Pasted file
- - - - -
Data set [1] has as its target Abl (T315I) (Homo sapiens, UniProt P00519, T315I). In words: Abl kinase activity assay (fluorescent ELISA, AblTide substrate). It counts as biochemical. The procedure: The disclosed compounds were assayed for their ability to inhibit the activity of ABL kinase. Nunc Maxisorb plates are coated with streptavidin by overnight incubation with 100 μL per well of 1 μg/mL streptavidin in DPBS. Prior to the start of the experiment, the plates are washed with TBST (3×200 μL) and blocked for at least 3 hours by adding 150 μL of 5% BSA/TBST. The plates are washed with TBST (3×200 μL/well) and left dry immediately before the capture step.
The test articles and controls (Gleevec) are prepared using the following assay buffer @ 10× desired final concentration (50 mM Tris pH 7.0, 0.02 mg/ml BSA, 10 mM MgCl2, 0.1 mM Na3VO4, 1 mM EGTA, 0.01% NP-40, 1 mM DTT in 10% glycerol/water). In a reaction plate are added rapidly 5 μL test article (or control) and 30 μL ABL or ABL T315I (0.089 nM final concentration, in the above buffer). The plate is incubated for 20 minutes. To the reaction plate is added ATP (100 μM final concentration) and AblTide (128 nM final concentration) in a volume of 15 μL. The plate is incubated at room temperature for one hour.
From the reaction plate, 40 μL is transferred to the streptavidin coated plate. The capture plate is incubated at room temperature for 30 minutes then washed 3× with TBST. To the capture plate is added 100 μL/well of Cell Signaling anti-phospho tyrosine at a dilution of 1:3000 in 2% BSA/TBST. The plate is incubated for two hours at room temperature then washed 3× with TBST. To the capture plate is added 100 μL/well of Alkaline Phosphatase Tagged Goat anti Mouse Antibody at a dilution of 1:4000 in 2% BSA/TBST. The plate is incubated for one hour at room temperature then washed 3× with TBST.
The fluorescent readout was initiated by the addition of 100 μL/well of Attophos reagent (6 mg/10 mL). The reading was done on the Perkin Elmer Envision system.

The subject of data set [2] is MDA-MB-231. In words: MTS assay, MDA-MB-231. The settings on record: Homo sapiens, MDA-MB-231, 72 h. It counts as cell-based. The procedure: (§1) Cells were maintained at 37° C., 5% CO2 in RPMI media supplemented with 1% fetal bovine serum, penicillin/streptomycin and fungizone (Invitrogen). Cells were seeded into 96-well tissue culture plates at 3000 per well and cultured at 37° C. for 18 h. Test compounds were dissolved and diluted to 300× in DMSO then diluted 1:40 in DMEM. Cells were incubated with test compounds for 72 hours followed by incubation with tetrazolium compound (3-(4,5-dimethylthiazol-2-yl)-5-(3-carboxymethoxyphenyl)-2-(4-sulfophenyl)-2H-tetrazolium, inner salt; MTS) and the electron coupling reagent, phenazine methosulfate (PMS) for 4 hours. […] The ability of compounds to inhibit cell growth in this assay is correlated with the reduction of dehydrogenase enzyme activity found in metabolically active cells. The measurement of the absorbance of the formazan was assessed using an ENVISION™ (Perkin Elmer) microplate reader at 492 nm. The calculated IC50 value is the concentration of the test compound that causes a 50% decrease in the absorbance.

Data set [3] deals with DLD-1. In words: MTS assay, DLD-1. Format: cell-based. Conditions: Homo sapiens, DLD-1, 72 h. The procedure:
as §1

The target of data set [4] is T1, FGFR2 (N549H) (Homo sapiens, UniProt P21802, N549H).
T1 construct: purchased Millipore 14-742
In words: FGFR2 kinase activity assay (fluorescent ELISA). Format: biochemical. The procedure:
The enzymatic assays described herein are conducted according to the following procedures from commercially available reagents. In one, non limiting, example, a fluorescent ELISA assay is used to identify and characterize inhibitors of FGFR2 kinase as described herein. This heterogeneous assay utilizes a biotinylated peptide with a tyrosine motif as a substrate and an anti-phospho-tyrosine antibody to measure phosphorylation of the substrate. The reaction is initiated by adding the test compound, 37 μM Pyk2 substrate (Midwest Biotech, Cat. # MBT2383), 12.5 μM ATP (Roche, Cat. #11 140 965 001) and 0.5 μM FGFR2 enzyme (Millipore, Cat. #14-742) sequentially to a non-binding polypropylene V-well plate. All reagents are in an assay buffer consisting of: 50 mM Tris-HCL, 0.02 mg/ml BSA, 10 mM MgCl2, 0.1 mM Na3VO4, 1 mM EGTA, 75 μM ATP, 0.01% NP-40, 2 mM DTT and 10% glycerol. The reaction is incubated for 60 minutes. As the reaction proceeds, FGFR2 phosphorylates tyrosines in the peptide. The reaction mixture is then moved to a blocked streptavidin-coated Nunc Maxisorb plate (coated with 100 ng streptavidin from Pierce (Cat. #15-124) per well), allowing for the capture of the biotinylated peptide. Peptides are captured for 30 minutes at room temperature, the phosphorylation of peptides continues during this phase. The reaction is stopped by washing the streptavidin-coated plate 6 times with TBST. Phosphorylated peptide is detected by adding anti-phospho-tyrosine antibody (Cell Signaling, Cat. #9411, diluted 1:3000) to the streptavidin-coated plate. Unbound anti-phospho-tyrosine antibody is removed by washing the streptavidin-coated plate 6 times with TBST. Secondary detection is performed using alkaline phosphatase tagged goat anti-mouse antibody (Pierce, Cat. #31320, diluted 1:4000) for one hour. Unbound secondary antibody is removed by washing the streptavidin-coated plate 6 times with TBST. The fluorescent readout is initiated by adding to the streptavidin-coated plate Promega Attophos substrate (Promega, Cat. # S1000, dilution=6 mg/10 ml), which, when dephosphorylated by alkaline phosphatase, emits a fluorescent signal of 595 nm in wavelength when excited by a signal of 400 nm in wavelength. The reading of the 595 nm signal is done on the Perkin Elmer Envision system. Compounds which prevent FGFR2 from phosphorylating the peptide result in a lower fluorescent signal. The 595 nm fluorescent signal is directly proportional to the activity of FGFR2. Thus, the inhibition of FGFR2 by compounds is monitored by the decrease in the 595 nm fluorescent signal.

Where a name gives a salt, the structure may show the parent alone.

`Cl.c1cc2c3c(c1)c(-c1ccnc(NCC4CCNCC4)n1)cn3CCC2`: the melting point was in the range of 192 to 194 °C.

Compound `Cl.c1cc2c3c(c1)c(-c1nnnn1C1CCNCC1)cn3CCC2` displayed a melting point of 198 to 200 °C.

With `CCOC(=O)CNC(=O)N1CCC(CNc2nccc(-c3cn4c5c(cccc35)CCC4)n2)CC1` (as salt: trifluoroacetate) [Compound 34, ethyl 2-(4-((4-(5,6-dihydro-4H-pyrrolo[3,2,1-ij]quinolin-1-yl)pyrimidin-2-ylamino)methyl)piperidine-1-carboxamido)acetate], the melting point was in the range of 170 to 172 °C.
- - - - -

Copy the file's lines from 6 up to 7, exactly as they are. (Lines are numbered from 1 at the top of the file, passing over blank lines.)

Data set [3] deals with DLD-1. In words: MTS assay, DLD-1. Format: cell-based. Conditions: Homo sapiens, DLD-1, 72 h. The procedure:
as §1